The “Report on election dispute resolution” also reflects the case law of the European Court of Human Rights. Importantly, it refers to the case of Mugemangango v. Belgium of 10 July 2020, where the Court makes it clear that regardless of which body decides on the validity of election results, the law must guarantee procedural safeguards, such as impartiality, precise norms to limit the discretion of the authority, guarantees of a fair, objective and reasoned decision, in order to prevent arbitrary decisions and to be in accordance with the European Convention on Human Rights. Under these conditions, a judicial or judicial-type remedy, whether at first instance or following a decision by a non-judicial body, is in principle such as to satisfy the requirements of Article 3 of Protocol No. 1 to the Convention. The Court partly followed the 2019 Venice Commission’s Amicus curiae brief on the procedural safeguards which a state must ensure in procedures challenging the result of an election or the distribution of seats. The European Court of Human Rights partly followed the 2019 Venice Commission’s Amicus curiae brief in its judgment Mugemangango v. Belgium of 10 July 2020.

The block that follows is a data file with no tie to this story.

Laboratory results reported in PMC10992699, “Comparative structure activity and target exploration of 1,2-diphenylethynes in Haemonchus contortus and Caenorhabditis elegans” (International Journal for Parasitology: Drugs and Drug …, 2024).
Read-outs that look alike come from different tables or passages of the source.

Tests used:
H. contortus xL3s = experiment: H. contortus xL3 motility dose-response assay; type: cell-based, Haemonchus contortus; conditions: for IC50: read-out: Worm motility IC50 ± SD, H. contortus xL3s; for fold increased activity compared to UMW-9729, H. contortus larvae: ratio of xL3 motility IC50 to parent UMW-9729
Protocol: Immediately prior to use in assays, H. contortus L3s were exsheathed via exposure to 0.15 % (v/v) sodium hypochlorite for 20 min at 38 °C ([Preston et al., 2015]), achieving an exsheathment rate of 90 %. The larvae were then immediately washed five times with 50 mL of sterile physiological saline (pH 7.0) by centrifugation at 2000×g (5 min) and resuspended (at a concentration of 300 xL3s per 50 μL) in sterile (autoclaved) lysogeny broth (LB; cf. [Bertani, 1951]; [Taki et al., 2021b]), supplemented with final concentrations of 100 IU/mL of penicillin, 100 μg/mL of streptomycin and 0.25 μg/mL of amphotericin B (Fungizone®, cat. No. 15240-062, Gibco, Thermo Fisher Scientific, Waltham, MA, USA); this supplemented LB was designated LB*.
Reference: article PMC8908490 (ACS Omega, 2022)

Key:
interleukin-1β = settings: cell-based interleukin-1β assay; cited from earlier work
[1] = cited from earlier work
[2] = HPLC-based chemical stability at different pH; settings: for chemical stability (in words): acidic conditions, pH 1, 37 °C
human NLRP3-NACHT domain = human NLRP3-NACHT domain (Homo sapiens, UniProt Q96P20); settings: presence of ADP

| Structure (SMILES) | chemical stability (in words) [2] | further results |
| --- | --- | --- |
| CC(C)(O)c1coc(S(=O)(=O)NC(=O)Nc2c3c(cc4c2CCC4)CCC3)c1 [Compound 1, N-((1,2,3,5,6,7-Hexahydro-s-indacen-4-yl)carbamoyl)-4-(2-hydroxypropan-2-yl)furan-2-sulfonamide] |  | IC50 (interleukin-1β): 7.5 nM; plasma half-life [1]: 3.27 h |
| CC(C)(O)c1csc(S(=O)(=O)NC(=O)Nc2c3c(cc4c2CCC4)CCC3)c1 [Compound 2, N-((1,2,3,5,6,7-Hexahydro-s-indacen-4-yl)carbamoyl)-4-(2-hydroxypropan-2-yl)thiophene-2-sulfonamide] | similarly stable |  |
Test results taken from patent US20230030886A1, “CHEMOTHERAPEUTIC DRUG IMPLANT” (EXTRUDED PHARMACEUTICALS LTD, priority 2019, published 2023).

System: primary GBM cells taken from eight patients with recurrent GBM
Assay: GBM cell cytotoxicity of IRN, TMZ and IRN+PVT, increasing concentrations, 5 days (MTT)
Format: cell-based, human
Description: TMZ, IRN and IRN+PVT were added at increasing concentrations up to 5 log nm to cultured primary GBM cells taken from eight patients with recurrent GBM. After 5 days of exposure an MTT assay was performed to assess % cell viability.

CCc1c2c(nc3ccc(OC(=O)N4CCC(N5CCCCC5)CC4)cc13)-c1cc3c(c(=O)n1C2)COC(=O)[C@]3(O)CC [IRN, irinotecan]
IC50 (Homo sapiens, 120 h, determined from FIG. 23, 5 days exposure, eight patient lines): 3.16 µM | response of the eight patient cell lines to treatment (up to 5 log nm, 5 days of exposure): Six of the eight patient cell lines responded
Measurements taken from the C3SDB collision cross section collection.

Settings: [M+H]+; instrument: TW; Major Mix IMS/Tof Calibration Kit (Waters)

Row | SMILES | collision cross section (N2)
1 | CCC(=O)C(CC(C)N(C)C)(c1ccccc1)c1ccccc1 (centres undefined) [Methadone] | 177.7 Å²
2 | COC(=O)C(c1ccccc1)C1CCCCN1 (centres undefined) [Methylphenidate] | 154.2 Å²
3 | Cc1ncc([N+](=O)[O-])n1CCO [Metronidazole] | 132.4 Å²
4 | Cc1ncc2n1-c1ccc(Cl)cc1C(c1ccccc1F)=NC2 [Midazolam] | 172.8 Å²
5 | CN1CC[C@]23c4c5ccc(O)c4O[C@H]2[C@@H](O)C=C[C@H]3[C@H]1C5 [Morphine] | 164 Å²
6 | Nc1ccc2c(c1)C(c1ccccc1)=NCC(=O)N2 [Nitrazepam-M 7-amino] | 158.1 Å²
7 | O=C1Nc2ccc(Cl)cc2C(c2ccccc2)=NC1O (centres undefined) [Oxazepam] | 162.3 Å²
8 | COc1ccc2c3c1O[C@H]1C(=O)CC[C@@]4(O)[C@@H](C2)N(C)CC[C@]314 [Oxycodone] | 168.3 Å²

Guidelines on an internationally recognised status of election observers

Following a request of the Parliamentary Assembly, the Venice Commission adopted Guidelines on an internationally recognised status of election observers.


The main points of these guidelines may be summarised as follows:

  1. Both national and international observers should be given the widest possible opportunity to participate in an election observation exercise. Non-partisan national observers should be permitted to take part.
  2. Observation must not be confined to the election day itself. It must cover the pre-voting phase, the voting phase, as well as the post-voting phase. It must therefore include the candidate registration and, if necessary, the voter registration period, as well as the electoral campaign. It must make it possible to determine whether irregularities occurred before, during or after the elections. It must always be possible during vote counting and includes complaints and appeals procedure, publication of the final results, up to taking up office of elected officials.
  3. Election observation should be possible at any level (national, regional, local) both for international and domestic observers.